Published on May 23, 2019

worrying in bed

Is Constant Worrying Keeping You up at Night?

With so many demands on our everyday lives, it’s normal to experience anxiety sometimes. However, if you are constantly worrying about work, school, finances, or family responsibilities to the extent that it begins to disrupt your life and sleep habits, you may have an anxiety disorder. According to the Anxiety and Depression Association of America, anxiety disorders affect 40 million adults in the United States every year.


Anxiety disorders are a type of mental illness that can be triggered by a number of environmental factors, including excessive stress and trauma. It could also be triggered by medical problems such as cancer, diabetes or another life-threatening condition. If left untreated, constant anxiety can take a toll on your mental health and quality of life.


  • Excessive worrying
  • Obsessive thoughts
  • Trouble sleeping
  • Irrational thoughts
  • Difficulty concentrating
  • Changes in eating habits
  • Fearfulness

Adventist HealthCare Shady Grove Medical Center psychiatrist Marissa Leslie, MD, says most people who have anxiety brush it off as a normal part of life. “Unfortunately, symptoms often get more debilitating as individuals get older because their perspective on what causes the anxious feelings seem to intensify and they are unable to process their thoughts and feelings in a healthy way,” says Dr. Leslie.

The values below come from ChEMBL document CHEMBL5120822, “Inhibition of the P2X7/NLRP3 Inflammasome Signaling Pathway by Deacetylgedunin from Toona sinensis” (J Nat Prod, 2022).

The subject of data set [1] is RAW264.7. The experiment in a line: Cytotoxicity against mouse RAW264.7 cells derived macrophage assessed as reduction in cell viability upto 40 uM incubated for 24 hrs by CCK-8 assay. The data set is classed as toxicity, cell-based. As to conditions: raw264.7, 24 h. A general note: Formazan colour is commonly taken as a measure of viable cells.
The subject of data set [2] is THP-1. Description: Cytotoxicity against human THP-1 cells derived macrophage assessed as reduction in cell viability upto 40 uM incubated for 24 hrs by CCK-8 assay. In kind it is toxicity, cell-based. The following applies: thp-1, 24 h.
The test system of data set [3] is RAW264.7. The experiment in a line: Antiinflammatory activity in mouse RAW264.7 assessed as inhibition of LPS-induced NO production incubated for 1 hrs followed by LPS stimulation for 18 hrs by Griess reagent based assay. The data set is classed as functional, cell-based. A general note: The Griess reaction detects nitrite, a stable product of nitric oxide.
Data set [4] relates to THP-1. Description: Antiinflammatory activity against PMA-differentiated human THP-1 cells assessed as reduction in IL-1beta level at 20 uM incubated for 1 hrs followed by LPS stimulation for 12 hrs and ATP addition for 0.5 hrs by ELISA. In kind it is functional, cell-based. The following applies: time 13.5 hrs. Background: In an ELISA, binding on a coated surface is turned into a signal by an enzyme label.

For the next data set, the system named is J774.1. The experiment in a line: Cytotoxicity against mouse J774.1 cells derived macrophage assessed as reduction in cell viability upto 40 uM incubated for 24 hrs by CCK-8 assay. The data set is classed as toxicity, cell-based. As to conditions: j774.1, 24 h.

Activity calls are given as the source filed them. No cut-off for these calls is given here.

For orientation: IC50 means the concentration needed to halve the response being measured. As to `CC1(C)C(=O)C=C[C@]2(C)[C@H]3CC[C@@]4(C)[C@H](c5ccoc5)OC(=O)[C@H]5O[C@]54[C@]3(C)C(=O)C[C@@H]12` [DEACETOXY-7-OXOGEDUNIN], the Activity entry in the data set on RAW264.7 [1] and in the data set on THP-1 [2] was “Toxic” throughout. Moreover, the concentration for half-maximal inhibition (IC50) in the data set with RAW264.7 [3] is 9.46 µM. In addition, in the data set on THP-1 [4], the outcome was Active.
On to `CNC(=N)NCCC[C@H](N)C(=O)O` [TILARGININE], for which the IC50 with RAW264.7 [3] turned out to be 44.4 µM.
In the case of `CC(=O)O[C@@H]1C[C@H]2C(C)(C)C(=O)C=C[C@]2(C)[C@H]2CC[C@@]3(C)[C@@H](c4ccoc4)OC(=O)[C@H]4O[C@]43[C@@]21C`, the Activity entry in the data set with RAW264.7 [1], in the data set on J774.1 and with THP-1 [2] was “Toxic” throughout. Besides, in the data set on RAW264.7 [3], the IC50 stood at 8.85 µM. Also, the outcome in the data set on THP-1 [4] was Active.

Children who have anxiety may have trouble concentrating in school, show anger, withdraw from social activity and have difficulty making friends. Anxiety symptoms may peak during particularly stressful times such as exams or back-to-school season.

Adults with an anxiety disorder may have trouble focusing at work, organizing their thoughts, and exercising good judgment due to irrational thoughts or fears. Anxiety may also lead to constant feelings of insecurity, which may affect their ability to establish and maintain relationships with others.


In recognition of Mental Health Month this May, Dr. Leslie offers the following tips to help reduce stress and anxiety and stay mentally well:

  • Practice prayer and/or meditation exercises
  • Stop and take a few deep breaths whenever you feel overwhelmed. This is a calming exercise to help you refocus on the task at hand.
  • Talk to a mental health professional, family member, trusted friend or clergy member about your thoughts and feelings
  • Maintain a healthy work and life balance
  • Do not overcommit to activities or stretch yourself behind your financial means
  • Simplify your life and living space as much as possible.
  • Plan ahead
  • Stay organized

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